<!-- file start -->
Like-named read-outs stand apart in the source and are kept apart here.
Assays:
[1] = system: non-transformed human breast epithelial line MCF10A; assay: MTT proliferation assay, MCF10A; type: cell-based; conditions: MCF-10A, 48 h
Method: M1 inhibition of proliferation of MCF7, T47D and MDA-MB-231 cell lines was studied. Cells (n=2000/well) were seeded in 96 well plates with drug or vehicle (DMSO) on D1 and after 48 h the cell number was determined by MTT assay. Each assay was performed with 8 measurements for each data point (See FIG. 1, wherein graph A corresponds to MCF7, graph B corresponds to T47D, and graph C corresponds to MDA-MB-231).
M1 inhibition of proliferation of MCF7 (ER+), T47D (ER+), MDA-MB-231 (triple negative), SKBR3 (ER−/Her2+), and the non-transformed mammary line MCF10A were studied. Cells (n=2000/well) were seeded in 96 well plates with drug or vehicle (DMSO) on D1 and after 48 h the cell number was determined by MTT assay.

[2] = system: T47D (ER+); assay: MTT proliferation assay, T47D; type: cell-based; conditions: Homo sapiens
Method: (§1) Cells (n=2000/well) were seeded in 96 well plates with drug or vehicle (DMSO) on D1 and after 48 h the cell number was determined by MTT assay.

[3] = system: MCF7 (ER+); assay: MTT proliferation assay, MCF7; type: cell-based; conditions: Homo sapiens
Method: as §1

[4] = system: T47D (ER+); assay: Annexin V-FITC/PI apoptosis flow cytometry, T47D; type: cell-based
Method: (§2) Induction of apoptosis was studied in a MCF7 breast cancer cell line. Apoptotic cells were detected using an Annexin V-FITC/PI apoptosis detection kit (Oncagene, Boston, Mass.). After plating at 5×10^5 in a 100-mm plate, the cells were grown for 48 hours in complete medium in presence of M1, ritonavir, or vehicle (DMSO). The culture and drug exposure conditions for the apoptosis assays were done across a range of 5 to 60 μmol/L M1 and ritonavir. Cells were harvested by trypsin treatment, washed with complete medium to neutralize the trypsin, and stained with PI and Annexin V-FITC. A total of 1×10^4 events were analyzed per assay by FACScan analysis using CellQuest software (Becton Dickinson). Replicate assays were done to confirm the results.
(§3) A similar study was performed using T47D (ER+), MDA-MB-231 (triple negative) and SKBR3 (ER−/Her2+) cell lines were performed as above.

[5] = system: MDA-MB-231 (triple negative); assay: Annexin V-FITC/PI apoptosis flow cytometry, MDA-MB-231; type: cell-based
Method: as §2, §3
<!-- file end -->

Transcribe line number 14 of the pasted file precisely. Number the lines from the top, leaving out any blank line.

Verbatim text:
Method: as §2, §3